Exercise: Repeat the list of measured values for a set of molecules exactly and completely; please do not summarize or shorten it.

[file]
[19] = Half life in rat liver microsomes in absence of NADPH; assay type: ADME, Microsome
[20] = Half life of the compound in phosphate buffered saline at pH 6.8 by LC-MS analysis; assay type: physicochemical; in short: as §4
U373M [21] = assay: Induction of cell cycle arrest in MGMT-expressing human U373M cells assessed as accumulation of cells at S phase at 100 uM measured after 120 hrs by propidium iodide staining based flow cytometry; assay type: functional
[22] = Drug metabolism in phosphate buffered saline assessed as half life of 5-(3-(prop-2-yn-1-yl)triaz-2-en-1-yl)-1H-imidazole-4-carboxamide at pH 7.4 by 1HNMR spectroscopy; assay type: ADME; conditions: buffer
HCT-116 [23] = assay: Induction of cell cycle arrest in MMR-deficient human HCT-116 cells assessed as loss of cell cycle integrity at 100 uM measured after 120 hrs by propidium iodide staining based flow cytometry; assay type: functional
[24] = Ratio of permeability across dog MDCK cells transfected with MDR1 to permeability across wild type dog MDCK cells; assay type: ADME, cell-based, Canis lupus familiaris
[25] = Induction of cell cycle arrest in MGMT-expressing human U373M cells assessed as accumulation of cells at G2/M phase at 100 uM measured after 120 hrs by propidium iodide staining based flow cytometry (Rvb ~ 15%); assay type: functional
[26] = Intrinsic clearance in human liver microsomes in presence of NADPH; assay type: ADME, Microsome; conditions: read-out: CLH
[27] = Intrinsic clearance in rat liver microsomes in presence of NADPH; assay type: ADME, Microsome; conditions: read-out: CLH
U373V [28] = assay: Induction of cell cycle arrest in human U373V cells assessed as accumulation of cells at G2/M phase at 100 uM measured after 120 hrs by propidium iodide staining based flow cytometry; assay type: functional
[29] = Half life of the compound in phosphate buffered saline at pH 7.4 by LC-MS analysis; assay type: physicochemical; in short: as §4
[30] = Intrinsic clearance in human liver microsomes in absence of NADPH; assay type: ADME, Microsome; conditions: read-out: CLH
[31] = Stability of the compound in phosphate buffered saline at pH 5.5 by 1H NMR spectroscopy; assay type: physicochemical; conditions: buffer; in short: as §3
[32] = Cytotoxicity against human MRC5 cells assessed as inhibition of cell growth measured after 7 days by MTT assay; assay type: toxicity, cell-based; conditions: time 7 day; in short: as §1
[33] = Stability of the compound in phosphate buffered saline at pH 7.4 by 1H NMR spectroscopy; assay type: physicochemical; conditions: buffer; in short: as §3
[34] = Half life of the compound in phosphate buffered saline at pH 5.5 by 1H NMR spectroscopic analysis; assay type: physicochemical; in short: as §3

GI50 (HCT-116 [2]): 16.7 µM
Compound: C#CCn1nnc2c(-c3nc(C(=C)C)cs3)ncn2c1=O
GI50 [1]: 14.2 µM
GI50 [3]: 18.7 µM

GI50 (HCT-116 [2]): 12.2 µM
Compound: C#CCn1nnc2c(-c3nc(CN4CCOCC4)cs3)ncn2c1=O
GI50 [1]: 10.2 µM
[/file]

[19] = Half life in rat liver microsomes in absence of NADPH; assay type: ADME, Microsome
[20] = Half life of the compound in phosphate buffered saline at pH 6.8 by LC-MS analysis; assay type: physicochemical; in short: as §4
U373M [21] = assay: Induction of cell cycle arrest in MGMT-expressing human U373M cells assessed as accumulation of cells at S phase at 100 uM measured after 120 hrs by propidium iodide staining based flow cytometry; assay type: functional
[22] = Drug metabolism in phosphate buffered saline assessed as half life of 5-(3-(prop-2-yn-1-yl)triaz-2-en-1-yl)-1H-imidazole-4-carboxamide at pH 7.4 by 1HNMR spectroscopy; assay type: ADME; conditions: buffer
HCT-116 [23] = assay: Induction of cell cycle arrest in MMR-deficient human HCT-116 cells assessed as loss of cell cycle integrity at 100 uM measured after 120 hrs by propidium iodide staining based flow cytometry; assay type: functional
[24] = Ratio of permeability across dog MDCK cells transfected with MDR1 to permeability across wild type dog MDCK cells; assay type: ADME, cell-based, Canis lupus familiaris
[25] = Induction of cell cycle arrest in MGMT-expressing human U373M cells assessed as accumulation of cells at G2/M phase at 100 uM measured after 120 hrs by propidium iodide staining based flow cytometry (Rvb ~ 15%); assay type: functional
[26] = Intrinsic clearance in human liver microsomes in presence of NADPH; assay type: ADME, Microsome; conditions: read-out: CLH
[27] = Intrinsic clearance in rat liver microsomes in presence of NADPH; assay type: ADME, Microsome; conditions: read-out: CLH
U373V [28] = assay: Induction of cell cycle arrest in human U373V cells assessed as accumulation of cells at G2/M phase at 100 uM measured after 120 hrs by propidium iodide staining based flow cytometry; assay type: functional
[29] = Half life of the compound in phosphate buffered saline at pH 7.4 by LC-MS analysis; assay type: physicochemical; in short: as §4
[30] = Intrinsic clearance in human liver microsomes in absence of NADPH; assay type: ADME, Microsome; conditions: read-out: CLH
[31] = Stability of the compound in phosphate buffered saline at pH 5.5 by 1H NMR spectroscopy; assay type: physicochemical; conditions: buffer; in short: as §3
[32] = Cytotoxicity against human MRC5 cells assessed as inhibition of cell growth measured after 7 days by MTT assay; assay type: toxicity, cell-based; conditions: time 7 day; in short: as §1
[33] = Stability of the compound in phosphate buffered saline at pH 7.4 by 1H NMR spectroscopy; assay type: physicochemical; conditions: buffer; in short: as §3
[34] = Half life of the compound in phosphate buffered saline at pH 5.5 by 1H NMR spectroscopic analysis; assay type: physicochemical; in short: as §3

GI50 (HCT-116 [2]): 16.7 µM
Compound: C#CCn1nnc2c(-c3nc(C(=C)C)cs3)ncn2c1=O
GI50 [1]: 14.2 µM
GI50 [3]: 18.7 µM

GI50 (HCT-116 [2]): 12.2 µM
Compound: C#CCn1nnc2c(-c3nc(CN4CCOCC4)cs3)ncn2c1=O
GI50 [1]: 10.2 µM